4. This I Believe: More stories told in the first person. This concept has been around for decades and has captured the core beliefs about famous people, everyday people, and people in-between for that entire time. Essentially, people write an essay about something they believe to be true and then perform it in their own voice.

5. TEDtalks: If you had 18 minutes to present your life’s work, what would you say? This is the premise of TED.  This is like the Willow Creek Leadership Conference for everyone else. Each week you’ll see a well-known person make the presentation of their life.

What would you add to this list?

I think evangelicals are just coming back to the concept of story. For whatever reason we’ve gotten into a habit that preaching ought to be a lecture instead of a story. But with our cultures fascination of story, many leaders are seeing that in order to preach into people’s lives they have to be a better storyteller.


The Evangelical Swing

democrat republicanWith just a few months left until the general election the talking heads are busy hypothesizing about minutia. Of course the truth is that both the McCain and Obama campaigns are largely on hiatus. They are fund raising and building networks while Americans enjoy the summer.

I think the media is doing their best to keep this race interesting. In fact, most people believe it will be a blowout. I think we’re talking Bush vs. Dukakis numbers for Obama in November. Bush won 80% of the electorate in 1988 and I think Obama may win more than that.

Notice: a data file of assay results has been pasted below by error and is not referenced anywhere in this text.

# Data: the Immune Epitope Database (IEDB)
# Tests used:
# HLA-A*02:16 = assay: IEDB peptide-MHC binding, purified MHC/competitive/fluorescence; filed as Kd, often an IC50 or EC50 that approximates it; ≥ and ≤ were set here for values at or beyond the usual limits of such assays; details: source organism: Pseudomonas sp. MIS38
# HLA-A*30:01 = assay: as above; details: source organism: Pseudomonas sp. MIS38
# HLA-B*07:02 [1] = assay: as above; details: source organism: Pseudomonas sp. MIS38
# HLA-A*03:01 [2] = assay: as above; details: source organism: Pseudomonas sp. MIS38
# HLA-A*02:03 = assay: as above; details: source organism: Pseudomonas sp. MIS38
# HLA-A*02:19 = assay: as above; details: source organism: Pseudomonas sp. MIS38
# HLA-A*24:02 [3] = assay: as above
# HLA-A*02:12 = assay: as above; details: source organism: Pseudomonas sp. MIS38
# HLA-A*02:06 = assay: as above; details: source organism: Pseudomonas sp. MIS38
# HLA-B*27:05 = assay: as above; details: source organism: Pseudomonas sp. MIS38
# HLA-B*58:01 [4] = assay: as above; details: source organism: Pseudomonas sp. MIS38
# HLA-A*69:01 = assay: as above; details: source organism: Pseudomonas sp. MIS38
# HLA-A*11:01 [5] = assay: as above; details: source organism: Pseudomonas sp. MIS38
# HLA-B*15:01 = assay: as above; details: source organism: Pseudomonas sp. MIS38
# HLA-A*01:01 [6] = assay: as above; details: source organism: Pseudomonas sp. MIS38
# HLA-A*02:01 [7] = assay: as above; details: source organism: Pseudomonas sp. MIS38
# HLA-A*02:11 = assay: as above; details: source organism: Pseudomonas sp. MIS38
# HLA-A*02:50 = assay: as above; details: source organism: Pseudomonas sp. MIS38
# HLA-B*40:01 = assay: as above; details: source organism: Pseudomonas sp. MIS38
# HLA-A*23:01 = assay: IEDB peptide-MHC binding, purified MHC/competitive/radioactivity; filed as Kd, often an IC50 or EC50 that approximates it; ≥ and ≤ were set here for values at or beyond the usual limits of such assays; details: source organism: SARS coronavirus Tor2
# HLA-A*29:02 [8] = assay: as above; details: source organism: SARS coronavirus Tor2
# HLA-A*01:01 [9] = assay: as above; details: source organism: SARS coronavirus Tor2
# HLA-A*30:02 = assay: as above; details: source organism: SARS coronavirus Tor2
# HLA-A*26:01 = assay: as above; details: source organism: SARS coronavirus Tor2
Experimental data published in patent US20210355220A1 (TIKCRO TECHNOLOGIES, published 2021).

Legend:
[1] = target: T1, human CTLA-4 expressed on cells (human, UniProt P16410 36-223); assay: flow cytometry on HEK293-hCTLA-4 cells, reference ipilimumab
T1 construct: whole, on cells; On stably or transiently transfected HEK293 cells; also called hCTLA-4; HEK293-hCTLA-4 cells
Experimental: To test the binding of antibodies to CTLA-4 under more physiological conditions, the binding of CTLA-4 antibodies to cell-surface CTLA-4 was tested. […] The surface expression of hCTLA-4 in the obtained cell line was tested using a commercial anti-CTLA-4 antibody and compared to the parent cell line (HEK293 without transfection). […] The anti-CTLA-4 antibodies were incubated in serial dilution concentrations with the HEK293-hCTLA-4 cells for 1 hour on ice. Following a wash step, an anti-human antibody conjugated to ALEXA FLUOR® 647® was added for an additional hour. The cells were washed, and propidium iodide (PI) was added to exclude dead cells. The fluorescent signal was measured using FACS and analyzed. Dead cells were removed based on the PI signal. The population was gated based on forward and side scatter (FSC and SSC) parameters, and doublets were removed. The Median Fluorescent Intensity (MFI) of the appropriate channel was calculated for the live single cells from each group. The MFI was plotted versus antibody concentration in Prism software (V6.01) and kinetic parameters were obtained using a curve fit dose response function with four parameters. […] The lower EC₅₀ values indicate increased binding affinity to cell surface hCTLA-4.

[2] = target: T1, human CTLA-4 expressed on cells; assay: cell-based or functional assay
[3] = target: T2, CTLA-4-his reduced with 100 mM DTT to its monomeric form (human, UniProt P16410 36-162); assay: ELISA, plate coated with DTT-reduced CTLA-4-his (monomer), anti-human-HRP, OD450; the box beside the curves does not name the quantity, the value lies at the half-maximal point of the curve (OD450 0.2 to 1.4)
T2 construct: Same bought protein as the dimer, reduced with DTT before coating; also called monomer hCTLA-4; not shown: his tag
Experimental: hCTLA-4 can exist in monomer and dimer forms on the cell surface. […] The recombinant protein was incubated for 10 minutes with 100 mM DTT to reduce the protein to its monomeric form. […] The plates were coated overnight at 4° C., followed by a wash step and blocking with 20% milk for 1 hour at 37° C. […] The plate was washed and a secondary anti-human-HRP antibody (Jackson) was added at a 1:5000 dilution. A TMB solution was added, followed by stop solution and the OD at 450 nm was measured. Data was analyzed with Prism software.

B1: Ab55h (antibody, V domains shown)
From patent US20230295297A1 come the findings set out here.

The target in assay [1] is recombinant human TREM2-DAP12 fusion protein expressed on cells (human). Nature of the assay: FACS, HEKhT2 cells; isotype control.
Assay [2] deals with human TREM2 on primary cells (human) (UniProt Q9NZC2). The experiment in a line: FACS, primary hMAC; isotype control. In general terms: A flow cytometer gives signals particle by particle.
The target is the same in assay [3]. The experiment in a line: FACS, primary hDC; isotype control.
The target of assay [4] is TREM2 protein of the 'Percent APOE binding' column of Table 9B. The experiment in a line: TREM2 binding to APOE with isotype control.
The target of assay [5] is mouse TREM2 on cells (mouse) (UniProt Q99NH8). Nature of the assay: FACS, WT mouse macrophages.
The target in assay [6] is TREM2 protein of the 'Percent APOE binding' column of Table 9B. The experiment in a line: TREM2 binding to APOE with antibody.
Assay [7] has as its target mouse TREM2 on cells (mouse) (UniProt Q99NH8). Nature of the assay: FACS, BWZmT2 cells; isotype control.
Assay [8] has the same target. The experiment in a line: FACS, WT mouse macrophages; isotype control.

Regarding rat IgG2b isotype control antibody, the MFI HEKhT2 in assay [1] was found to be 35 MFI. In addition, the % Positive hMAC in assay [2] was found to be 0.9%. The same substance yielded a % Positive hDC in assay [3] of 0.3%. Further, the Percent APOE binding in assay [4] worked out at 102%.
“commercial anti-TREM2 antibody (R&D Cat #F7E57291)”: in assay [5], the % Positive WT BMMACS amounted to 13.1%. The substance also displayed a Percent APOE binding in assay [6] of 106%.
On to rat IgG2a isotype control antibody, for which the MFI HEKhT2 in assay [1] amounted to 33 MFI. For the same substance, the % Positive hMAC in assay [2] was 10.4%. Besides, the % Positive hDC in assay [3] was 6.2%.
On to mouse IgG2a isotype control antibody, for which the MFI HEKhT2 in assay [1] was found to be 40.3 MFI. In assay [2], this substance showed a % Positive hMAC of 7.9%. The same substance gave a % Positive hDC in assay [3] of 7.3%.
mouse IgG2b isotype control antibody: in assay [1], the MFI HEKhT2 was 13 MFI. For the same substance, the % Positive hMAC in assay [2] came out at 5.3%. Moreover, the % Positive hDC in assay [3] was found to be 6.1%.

Here’s why I’m predicting a landslide. (Please note, I’m not “endorsing a candidate.” Truth is, I’m voting for GW Bush. He bought my vote again!)

  • The pendulum is swinging. The more McCain tries to appeal to conservatives the more the swing voters realize he’s not their guy. Americans wants a more liberal president… McCain is pandering to the wrong people.
  • Abortion means nothing in this cycle. Pro-life people, like myself, recognize that if Bush couldn’t move legislation on abortion no one can. Plus, both candidates are pro-choice so we are left to pick the less of two evils.
  • Obama owns the green crowd. Green is the biggest marketing term of the year. McCain is big oil and Obama is big green.
  • It’s an age thing. You’ve got a young candidate talking about change and an old candidate saying “stay the course.” Which message appeals to voters under 30? Have you seen the numbers from the primaries? People under 30 will vote in 2008.
  • Obama has a recession proof message. The worse the economy looks the more he can say, “Do you want to keep doing what we’re doing? Then stay republican!
  • Obama owns the web. I’ve long said that the candidate who masters the web in 2008 will take the White House. Look at McCain’s website and then look at Obama’s.
  • Obama owns the unions. Let’s face it. In states like Michigan, New York, and Ohio that matters.
  • Young evangelicals are disavowing the politics of James Dobson. Check out this site, In fact, I said the same thing on March 17th, 2007. He’s not my guy, hasn’t been my guy for a long time. While Dobson isn’t endorsing McCain just yet, it’s not like Dobson is going to endorse Obama!

In 2000 and 2004, the media said that evangelicals like me elected George W. Bush as president. It’s my prediction that a massive shift will happen in 2008 as young evangelical voters decide they are ready to cease single issue voting. And the truth is, once you get to non-abortion issues that evangelicals care about… the pendulum will shift.